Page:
Springfield Armory knows how to make a 1911. I’ve never shot one of their .45s that I didn’t like, and the Mil Spec 1911 is no exception. This is a fine entry-level pistol, and a lot more gun than you get from most of Springfield’s competition handguns.
What is Mil-Spec anyhow?
I’m not really sure. The abbreviation is obvious enough. This is a gun that is up to the military’s specifications, but I don’t know that there was ever a gun in service with the U.S. military that looked exactly like this one.
Google Mil Spec and you’ll see that the answer isn’t always clear. With regards to the 1911, it implies standardization, a base level of performance (and reliability), and an ability to swap out stock parts, but that may not get at Springfield’s motive for naming this gun the Mil Spec.
Maybe it’s just a name.
Springfield had been making a G.I. version of this gun that had a retro feel. You know, the good-ol’-days fighting National Socialism, Fascism and Imperialism all at the same damn time.
The G.I. gun was a pretty good knock off of a WWII issue 1911A1. The pistol was popular with many people who wanted a 1911 with that look. Reenactors loved the gun. WWII reenactors sometimes have trouble finding gear and guns that aren’t antiques—or antiqued.
Colt made some 1911s that fit the bill—if you have money to burn. The Springfield G.I. filled the low cost niche quite well.
But they stopped making them. Springfield Armory pulled the G.I. from the catalog at the end of 2011. I’m still not sure why. I asked my contact at Springfield—she wasn’t sure either. Someone at Springfield knows, I’m sure.
Now the Mil Spec is the bottom rung of the Springfield Armory ladder and it is not, strictly speaking, a mid century A1. While it shares some of the features of the WWII era guns, it has diagonal slide serrations, a polished feed ramp, a beveled magazine well, and three-dot sights. The ejection port is lowered and flared. And it lacks the firing pin block of the series 80 Colt 1911s.
Springfield’s website says that all of these features were used by the military before the perennial 1911 was ousted by the Beretta contract the 1980s. So that must be what they mean by Mil Spec. Maybe this is the gun for those nostalgic for their late 70s military service.
I don’t know. I was still a Boy Scout when Beretta ousted the 1911. And I’m having trouble finding an actual military issue 1911A1 dated from the era.
I’m making too much of it. It is a fine gun, no matter what you call it.
How does it feel?
It feels like an old fashioned .45. The most noticeable difference would be the arched mainspring housing and the slim dimensions of the grip safety. It’s big and heavy and steel. The Mil Spec is parkerized, so it doesn’t have that slick blued feel of the old Colts. But the finish is durable and looks good on the gun.
I’m getting used to Springfield’s Range Officer. I like beaver-tails. The narrow grip safeties of the old 1911s feel scant. I don’t have much difficulty with hammer bite, but I always think I will—and that messes with my head while I’m shooting.
But that’s my problem. The extended safety on an A1s is sufficient. And it is on the Mil Spec. The arched mainspring housing adds a little more to the width of the grip.
If there is one thing I’d point out about the Mil Spec that defies the Mil Spec cliché, it would be the fit. This gun is not a rickety rattle-trap. The fit is consistent with what I’ve come to expect from Springfield.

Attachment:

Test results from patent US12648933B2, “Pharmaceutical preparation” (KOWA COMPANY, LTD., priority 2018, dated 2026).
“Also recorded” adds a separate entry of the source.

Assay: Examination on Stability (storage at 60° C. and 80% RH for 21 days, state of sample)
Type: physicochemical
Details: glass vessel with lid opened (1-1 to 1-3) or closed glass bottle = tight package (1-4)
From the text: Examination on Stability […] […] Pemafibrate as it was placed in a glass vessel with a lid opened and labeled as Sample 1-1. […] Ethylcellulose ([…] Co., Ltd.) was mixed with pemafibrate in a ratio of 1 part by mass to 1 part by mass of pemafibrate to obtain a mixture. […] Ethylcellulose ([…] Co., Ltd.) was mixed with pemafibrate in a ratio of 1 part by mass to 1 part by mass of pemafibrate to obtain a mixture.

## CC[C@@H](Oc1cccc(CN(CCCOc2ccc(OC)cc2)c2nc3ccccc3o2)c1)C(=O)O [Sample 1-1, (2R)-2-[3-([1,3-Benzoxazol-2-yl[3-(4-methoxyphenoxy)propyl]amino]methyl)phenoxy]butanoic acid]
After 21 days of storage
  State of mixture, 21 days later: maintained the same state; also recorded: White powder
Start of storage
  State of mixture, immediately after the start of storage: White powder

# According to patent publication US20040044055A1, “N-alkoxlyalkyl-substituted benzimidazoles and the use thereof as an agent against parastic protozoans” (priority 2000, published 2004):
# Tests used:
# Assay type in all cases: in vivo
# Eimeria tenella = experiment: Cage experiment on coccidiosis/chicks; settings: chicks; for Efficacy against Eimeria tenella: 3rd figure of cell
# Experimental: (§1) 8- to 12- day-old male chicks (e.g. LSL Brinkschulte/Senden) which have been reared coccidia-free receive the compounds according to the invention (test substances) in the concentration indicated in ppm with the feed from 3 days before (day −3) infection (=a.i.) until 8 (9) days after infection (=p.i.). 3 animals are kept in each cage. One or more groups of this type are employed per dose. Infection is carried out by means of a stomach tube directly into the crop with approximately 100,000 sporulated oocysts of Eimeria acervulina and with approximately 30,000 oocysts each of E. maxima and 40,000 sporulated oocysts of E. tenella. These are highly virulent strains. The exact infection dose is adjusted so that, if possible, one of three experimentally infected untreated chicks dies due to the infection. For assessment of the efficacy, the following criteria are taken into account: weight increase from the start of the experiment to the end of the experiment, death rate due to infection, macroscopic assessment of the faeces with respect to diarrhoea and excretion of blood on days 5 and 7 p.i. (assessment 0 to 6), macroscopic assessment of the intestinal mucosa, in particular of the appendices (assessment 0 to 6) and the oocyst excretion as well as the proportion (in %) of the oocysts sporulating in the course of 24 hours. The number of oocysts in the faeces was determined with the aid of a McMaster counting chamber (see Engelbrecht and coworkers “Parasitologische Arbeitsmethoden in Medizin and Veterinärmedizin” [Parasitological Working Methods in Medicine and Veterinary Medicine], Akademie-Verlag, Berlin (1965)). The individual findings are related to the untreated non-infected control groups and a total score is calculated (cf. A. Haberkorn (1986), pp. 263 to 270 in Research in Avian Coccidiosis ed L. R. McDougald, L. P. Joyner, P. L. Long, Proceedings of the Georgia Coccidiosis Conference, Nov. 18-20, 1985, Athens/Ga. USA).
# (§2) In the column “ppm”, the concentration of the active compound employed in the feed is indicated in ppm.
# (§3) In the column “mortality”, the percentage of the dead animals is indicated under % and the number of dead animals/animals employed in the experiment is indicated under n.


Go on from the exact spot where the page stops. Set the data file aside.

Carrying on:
It is a full-sized 1911. The guide rod is short. The grip safety is missing the speed bump so common on 1911s these days. Nothing fancy about the hammer. Nothing fancy about the trigger. In short, there is absolutely nothing fancy about this gun. Nothing. And that is exactly the point. The Mil Spec is decidedly old-school (even if it isn’t the old-old-school).
The grips are wooden, heavily checkered, and well rounded. While this makes holding the Mil Spec relatively easy, the grips add to the girth. Many 1911 shooters prefer the flat grip panels, and the Mil Spec comes with more narrow black plastic grips, too. I’ve heard they are easier to conceal and that the distinct angles make pointing the gun easier (because the target will line up with the long flat side of the grip). I haven’t tested that theory, yet—just passing on gossip.
How does it shoot?
The Mil Spec shoots straight. The three-dot sights are basic, but functional. They are so much easier to use than the old hump-and-bump 1911 sights. They are also more intuitive than the big target sights on the Range Officer. More of the target is visible.
I was curious to see how the three-dot sights changed my target acquisition. And I am a bit faster with the three-dots, and a bit looser. My groups are not as tight.
But the Mil Spec has more common aspirations. The name implies martial applications. Yet, the accuracy is really quite good.
At 10 yards, the Mil Spec was shooting about half an inch left. That’s my only complaint. The farther out I went, the more I had to compensate. If this were my Mil Spec, I’d work on the sights.
I really like this gun. I had no difficulties. No failures to feed. No issues with any of my magazines. No ammunition oddities. It does was a 1911 is supposed to do.
The Springfield Armory Mil Spec is a great entry-level 1911. With a price at about $800, they are a bit more expensive than some of the low-end competition, but the quality is noticeable. This would be a great place to start if you wanted to customize a 1911. It would be a great and reliable gun as it is.
If you are looking for a 1911 on a budget, and don’t want one that is stainless and too modern looking, shoot a Mil Spec.
We got in two of our best-selling Turkish imports from Landor Arms – the AR-style LND-117 shotgun and the bullpup BPX 902 – to give them a whirl on the range and see if the reliability could be paired with the affordable price.